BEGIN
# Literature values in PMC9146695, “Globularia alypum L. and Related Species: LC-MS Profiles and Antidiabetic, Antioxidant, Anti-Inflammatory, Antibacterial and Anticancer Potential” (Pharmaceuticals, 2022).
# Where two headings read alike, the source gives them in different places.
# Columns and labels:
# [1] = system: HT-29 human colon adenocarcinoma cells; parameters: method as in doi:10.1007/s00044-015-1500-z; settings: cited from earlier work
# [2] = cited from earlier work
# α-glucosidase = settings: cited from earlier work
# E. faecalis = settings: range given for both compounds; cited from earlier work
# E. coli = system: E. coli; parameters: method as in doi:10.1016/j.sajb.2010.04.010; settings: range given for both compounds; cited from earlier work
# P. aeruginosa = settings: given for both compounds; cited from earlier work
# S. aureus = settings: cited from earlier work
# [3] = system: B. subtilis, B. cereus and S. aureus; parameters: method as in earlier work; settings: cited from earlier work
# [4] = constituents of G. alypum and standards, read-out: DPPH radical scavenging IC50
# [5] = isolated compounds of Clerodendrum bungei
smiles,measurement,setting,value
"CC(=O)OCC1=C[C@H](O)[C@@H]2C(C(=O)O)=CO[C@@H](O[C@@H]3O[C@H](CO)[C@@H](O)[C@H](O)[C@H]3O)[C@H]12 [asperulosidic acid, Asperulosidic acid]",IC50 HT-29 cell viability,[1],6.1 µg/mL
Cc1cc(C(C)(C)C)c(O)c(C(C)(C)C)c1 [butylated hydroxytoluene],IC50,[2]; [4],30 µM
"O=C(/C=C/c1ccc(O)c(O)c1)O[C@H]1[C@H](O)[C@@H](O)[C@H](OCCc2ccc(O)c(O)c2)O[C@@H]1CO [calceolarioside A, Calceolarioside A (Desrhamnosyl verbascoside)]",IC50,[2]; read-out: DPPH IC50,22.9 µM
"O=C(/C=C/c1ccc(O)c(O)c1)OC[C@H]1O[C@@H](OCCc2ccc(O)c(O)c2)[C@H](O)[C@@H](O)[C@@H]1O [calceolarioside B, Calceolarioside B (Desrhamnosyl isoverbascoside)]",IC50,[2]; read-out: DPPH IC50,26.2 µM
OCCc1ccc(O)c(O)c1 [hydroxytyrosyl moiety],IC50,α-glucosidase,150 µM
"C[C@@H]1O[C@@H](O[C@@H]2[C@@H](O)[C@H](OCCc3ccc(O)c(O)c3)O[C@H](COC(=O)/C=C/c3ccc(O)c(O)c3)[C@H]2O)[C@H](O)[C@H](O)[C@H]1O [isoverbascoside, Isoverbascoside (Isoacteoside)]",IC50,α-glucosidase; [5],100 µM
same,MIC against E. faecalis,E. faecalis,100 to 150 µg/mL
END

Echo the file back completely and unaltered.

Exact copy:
# Literature values in PMC9146695, “Globularia alypum L. and Related Species: LC-MS Profiles and Antidiabetic, Antioxidant, Anti-Inflammatory, Antibacterial and Anticancer Potential” (Pharmaceuticals, 2022).
# Where two headings read alike, the source gives them in different places.
# Columns and labels:
# [1] = system: HT-29 human colon adenocarcinoma cells; parameters: method as in doi:10.1007/s00044-015-1500-z; settings: cited from earlier work
# [2] = cited from earlier work
# α-glucosidase = settings: cited from earlier work
# E. faecalis = settings: range given for both compounds; cited from earlier work
# E. coli = system: E. coli; parameters: method as in doi:10.1016/j.sajb.2010.04.010; settings: range given for both compounds; cited from earlier work
# P. aeruginosa = settings: given for both compounds; cited from earlier work
# S. aureus = settings: cited from earlier work
# [3] = system: B. subtilis, B. cereus and S. aureus; parameters: method as in earlier work; settings: cited from earlier work
# [4] = constituents of G. alypum and standards, read-out: DPPH radical scavenging IC50
# [5] = isolated compounds of Clerodendrum bungei
smiles,measurement,setting,value
"CC(=O)OCC1=C[C@H](O)[C@@H]2C(C(=O)O)=CO[C@@H](O[C@@H]3O[C@H](CO)[C@@H](O)[C@H](O)[C@H]3O)[C@H]12 [asperulosidic acid, Asperulosidic acid]",IC50 HT-29 cell viability,[1],6.1 µg/mL
Cc1cc(C(C)(C)C)c(O)c(C(C)(C)C)c1 [butylated hydroxytoluene],IC50,[2]; [4],30 µM
"O=C(/C=C/c1ccc(O)c(O)c1)O[C@H]1[C@H](O)[C@@H](O)[C@H](OCCc2ccc(O)c(O)c2)O[C@@H]1CO [calceolarioside A, Calceolarioside A (Desrhamnosyl verbascoside)]",IC50,[2]; read-out: DPPH IC50,22.9 µM
"O=C(/C=C/c1ccc(O)c(O)c1)OC[C@H]1O[C@@H](OCCc2ccc(O)c(O)c2)[C@H](O)[C@@H](O)[C@@H]1O [calceolarioside B, Calceolarioside B (Desrhamnosyl isoverbascoside)]",IC50,[2]; read-out: DPPH IC50,26.2 µM
OCCc1ccc(O)c(O)c1 [hydroxytyrosyl moiety],IC50,α-glucosidase,150 µM
"C[C@@H]1O[C@@H](O[C@@H]2[C@@H](O)[C@H](OCCc3ccc(O)c(O)c3)O[C@H](COC(=O)/C=C/c3ccc(O)c(O)c3)[C@H]2O)[C@H](O)[C@H](O)[C@H]1O [isoverbascoside, Isoverbascoside (Isoacteoside)]",IC50,α-glucosidase; [5],100 µM
same,MIC against E. faecalis,E. faecalis,100 to 150 µg/mL